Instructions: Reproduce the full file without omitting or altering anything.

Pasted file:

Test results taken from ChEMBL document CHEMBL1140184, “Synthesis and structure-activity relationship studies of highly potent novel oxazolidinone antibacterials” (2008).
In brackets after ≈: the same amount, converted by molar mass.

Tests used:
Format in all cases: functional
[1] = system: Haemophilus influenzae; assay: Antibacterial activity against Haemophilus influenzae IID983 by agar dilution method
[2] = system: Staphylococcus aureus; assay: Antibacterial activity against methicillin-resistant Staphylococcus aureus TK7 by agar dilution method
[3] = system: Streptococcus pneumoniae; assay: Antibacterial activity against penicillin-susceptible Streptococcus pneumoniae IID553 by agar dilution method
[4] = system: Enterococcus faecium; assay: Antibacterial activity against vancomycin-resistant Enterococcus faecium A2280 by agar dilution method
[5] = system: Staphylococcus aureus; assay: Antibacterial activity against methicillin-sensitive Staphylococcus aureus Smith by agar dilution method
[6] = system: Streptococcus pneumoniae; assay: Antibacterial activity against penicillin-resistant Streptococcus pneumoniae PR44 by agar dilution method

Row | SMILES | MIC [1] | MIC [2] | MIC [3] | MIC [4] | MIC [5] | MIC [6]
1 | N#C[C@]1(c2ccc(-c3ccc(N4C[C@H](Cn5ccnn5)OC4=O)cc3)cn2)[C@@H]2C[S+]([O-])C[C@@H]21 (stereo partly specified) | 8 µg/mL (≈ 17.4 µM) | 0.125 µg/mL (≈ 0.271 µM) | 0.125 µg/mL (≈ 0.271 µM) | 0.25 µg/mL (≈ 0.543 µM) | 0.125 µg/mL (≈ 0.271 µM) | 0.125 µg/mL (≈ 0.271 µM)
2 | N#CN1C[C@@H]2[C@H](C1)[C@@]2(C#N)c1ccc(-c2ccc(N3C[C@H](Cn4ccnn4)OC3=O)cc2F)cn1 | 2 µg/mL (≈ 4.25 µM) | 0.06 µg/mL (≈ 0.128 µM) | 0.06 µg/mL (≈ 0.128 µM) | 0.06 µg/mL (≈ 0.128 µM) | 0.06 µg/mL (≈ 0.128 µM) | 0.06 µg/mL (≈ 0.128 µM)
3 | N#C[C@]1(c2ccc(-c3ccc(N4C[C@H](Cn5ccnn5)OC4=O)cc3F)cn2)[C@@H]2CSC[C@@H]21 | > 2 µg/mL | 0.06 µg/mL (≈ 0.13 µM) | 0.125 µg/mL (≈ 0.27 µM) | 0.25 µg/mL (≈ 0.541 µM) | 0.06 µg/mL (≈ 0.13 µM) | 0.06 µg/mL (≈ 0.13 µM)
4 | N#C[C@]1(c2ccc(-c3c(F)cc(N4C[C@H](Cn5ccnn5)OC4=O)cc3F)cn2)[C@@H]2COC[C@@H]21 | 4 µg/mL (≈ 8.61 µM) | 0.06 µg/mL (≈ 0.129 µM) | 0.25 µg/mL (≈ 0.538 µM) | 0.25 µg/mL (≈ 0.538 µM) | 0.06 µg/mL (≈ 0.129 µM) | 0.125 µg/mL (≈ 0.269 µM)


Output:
Test results taken from ChEMBL document CHEMBL1140184, “Synthesis and structure-activity relationship studies of highly potent novel oxazolidinone antibacterials” (2008).
In brackets after ≈: the same amount, converted by molar mass.

Tests used:
Format in all cases: functional
[1] = system: Haemophilus influenzae; assay: Antibacterial activity against Haemophilus influenzae IID983 by agar dilution method
[2] = system: Staphylococcus aureus; assay: Antibacterial activity against methicillin-resistant Staphylococcus aureus TK7 by agar dilution method
[3] = system: Streptococcus pneumoniae; assay: Antibacterial activity against penicillin-susceptible Streptococcus pneumoniae IID553 by agar dilution method
[4] = system: Enterococcus faecium; assay: Antibacterial activity against vancomycin-resistant Enterococcus faecium A2280 by agar dilution method
[5] = system: Staphylococcus aureus; assay: Antibacterial activity against methicillin-sensitive Staphylococcus aureus Smith by agar dilution method
[6] = system: Streptococcus pneumoniae; assay: Antibacterial activity against penicillin-resistant Streptococcus pneumoniae PR44 by agar dilution method

Row | SMILES | MIC [1] | MIC [2] | MIC [3] | MIC [4] | MIC [5] | MIC [6]
1 | N#C[C@]1(c2ccc(-c3ccc(N4C[C@H](Cn5ccnn5)OC4=O)cc3)cn2)[C@@H]2C[S+]([O-])C[C@@H]21 (stereo partly specified) | 8 µg/mL (≈ 17.4 µM) | 0.125 µg/mL (≈ 0.271 µM) | 0.125 µg/mL (≈ 0.271 µM) | 0.25 µg/mL (≈ 0.543 µM) | 0.125 µg/mL (≈ 0.271 µM) | 0.125 µg/mL (≈ 0.271 µM)
2 | N#CN1C[C@@H]2[C@H](C1)[C@@]2(C#N)c1ccc(-c2ccc(N3C[C@H](Cn4ccnn4)OC3=O)cc2F)cn1 | 2 µg/mL (≈ 4.25 µM) | 0.06 µg/mL (≈ 0.128 µM) | 0.06 µg/mL (≈ 0.128 µM) | 0.06 µg/mL (≈ 0.128 µM) | 0.06 µg/mL (≈ 0.128 µM) | 0.06 µg/mL (≈ 0.128 µM)
3 | N#C[C@]1(c2ccc(-c3ccc(N4C[C@H](Cn5ccnn5)OC4=O)cc3F)cn2)[C@@H]2CSC[C@@H]21 | > 2 µg/mL | 0.06 µg/mL (≈ 0.13 µM) | 0.125 µg/mL (≈ 0.27 µM) | 0.25 µg/mL (≈ 0.541 µM) | 0.06 µg/mL (≈ 0.13 µM) | 0.06 µg/mL (≈ 0.13 µM)
4 | N#C[C@]1(c2ccc(-c3c(F)cc(N4C[C@H](Cn5ccnn5)OC4=O)cc3F)cn2)[C@@H]2COC[C@@H]21 | 4 µg/mL (≈ 8.61 µM) | 0.06 µg/mL (≈ 0.129 µM) | 0.25 µg/mL (≈ 0.538 µM) | 0.25 µg/mL (≈ 0.538 µM) | 0.06 µg/mL (≈ 0.129 µM) | 0.125 µg/mL (≈ 0.269 µM)